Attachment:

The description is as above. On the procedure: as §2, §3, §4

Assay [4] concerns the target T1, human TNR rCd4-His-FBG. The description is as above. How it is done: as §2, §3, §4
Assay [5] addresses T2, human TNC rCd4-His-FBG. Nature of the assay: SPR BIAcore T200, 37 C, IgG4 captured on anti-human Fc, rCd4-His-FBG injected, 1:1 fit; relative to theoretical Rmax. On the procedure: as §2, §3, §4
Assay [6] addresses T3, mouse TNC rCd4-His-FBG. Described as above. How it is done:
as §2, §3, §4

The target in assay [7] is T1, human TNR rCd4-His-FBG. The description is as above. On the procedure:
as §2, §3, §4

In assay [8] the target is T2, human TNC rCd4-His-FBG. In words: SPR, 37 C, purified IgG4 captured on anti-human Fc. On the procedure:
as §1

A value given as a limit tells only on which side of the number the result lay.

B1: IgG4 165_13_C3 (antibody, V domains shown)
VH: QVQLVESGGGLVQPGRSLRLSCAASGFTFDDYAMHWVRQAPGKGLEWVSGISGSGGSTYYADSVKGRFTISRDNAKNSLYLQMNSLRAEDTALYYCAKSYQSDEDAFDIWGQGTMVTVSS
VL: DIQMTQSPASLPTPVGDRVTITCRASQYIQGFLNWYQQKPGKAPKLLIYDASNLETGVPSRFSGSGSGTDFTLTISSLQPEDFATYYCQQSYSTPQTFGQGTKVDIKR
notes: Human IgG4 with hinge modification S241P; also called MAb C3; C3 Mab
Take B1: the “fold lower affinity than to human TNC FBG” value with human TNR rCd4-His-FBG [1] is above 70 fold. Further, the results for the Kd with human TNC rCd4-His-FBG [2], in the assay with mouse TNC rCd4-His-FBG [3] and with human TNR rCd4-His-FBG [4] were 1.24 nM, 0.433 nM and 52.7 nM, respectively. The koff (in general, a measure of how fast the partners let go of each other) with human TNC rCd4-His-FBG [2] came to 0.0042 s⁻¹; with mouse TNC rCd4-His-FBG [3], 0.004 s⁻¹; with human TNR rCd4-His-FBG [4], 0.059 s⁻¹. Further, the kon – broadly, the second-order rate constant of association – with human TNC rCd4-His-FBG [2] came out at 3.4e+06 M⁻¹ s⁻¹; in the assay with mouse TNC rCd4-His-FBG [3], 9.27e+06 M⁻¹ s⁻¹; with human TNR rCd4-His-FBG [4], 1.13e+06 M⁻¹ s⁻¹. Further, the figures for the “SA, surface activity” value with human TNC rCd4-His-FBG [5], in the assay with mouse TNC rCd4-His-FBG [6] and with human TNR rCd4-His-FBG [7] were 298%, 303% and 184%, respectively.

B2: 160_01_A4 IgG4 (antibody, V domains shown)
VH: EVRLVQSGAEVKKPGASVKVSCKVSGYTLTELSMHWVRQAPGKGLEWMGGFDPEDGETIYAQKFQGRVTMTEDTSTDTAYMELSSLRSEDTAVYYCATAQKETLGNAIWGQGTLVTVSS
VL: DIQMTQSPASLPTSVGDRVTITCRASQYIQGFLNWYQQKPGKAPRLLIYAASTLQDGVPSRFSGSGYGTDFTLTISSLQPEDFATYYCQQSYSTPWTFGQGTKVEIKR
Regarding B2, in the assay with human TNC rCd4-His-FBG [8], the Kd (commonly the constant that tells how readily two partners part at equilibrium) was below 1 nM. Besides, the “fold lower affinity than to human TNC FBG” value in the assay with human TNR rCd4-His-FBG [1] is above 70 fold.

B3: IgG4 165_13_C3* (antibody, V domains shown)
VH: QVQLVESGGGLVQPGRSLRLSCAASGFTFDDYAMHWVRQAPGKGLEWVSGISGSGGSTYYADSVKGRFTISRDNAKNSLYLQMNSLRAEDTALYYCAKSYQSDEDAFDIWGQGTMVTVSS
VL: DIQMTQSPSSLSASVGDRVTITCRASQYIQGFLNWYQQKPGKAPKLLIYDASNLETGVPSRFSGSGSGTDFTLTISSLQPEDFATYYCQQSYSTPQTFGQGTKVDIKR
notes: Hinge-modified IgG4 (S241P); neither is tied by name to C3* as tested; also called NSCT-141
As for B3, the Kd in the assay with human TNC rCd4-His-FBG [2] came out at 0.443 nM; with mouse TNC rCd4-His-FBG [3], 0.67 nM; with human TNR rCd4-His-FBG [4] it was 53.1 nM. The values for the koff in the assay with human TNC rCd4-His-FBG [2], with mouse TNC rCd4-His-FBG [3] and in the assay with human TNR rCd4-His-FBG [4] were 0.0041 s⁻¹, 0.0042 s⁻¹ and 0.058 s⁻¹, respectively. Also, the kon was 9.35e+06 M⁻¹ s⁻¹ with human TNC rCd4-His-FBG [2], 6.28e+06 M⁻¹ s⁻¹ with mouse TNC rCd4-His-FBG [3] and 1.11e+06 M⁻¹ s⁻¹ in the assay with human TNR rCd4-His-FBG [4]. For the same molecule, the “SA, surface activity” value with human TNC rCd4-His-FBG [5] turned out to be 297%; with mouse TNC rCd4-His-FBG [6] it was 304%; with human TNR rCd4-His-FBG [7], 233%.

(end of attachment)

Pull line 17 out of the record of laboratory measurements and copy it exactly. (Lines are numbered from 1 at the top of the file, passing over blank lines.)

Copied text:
VH: EVRLVQSGAEVKKPGASVKVSCKVSGYTLTELSMHWVRQAPGKGLEWMGGFDPEDGETIYAQKFQGRVTMTEDTSTDTAYMELSSLRSEDTAVYYCATAQKETLGNAIWGQGTLVTVSS